• SNITCHING: Criminal Informants and the Erosion of American Justice
  • U.S. Attorney General's Guidelines on the FBI's Use of Confidential Human Sources
  • Sarah Stillman, The Throwaways, The New Yorker (2012) (article on the use of juvenile informants)

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Saturday, February 20, 2016

Following a terrorism informant in real time

In this Sundance award-winning documentary, (T)error, filmmakers Lyric Cabral and David Felix Sutcliffe follow a local professional informant as he collects information about his target for his FBI handlers.  The New York Times Magazine, which published "The Informant and the Filmmakers" today, describes the film as follows:

   "By some counts, nearly half of the 500-plus terrorism-related convictions in federal court since the Sept. 11 attacks have involved informants. Before ‘‘(T)error,’’ most of what was known of their work came from indictments and snippets of wiretapped dialogue, served up by prosecutors and neatly presented for the courtroom. Filmed without the F.B.I.’s cooperation and apparently without its knowledge, ‘‘(T)error’’ shows how an informant puts a case together from its raw ingredients."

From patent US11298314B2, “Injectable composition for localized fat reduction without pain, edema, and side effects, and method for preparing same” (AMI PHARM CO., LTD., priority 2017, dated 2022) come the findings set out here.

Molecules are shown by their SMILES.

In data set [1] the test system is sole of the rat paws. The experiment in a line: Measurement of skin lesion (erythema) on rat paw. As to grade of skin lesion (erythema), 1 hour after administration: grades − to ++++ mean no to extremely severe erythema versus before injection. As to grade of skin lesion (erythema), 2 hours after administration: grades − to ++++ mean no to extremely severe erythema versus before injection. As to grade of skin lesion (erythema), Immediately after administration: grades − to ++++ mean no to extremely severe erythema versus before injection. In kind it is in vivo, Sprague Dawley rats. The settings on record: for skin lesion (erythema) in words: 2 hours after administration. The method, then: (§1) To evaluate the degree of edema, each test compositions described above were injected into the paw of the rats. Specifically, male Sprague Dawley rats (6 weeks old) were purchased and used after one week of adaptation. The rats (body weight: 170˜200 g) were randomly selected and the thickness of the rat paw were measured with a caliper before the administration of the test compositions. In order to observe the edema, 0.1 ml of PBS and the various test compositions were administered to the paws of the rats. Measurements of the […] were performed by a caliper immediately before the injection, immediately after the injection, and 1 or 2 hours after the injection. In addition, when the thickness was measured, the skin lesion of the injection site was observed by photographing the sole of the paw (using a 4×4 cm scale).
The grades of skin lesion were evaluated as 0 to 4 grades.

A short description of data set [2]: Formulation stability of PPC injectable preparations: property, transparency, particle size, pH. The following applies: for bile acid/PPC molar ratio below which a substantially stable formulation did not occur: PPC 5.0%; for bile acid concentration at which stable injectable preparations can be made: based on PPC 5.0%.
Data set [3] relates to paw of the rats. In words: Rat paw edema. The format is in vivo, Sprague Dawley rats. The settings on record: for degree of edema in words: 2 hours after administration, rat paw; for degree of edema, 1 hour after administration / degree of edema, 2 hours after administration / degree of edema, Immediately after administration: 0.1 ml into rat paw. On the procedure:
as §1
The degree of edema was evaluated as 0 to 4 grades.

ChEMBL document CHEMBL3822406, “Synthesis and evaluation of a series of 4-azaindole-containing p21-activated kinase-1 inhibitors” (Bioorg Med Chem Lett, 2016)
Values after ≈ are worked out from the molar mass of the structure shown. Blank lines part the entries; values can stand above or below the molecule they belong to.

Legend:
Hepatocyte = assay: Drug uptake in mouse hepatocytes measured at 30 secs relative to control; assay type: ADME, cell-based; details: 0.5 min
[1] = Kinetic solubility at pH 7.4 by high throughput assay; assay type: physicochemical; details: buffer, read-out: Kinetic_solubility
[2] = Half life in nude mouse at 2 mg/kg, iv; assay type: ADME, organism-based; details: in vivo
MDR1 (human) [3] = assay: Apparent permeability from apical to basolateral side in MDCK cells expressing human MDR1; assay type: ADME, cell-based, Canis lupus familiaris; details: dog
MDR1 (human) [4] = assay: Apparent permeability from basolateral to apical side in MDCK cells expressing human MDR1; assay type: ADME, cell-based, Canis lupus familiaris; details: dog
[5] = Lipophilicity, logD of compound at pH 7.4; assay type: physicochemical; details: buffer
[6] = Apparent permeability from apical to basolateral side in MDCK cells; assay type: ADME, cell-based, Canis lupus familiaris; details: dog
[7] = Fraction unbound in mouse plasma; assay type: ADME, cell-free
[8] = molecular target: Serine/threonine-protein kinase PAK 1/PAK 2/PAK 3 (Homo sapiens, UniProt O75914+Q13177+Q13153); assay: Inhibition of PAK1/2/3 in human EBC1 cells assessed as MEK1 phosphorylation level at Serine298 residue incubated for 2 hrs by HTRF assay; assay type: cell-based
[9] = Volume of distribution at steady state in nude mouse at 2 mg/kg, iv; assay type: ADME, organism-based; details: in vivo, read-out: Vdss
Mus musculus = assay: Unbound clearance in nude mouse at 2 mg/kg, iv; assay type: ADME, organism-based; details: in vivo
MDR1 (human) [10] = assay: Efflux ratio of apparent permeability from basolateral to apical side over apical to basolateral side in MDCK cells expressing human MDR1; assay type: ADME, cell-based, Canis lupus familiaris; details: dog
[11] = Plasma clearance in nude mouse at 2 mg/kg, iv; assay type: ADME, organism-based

The article relies on Trevor Aaronson's book "The Terror Factory: Inside the FBI's Manufactured War on Terrorism," which criticizes the phenomenon of terrorism informants more broadly.   Interested readers should also take a look at Wadie Said's recent book "Crimes of Terror: The Legal and Political Implications of Federal Terrorism Prosecutions," which argues that the federal legal system has become distorted in response to terrorism prosecutions in general, and the use of informants in particular.  Click here for links to both books.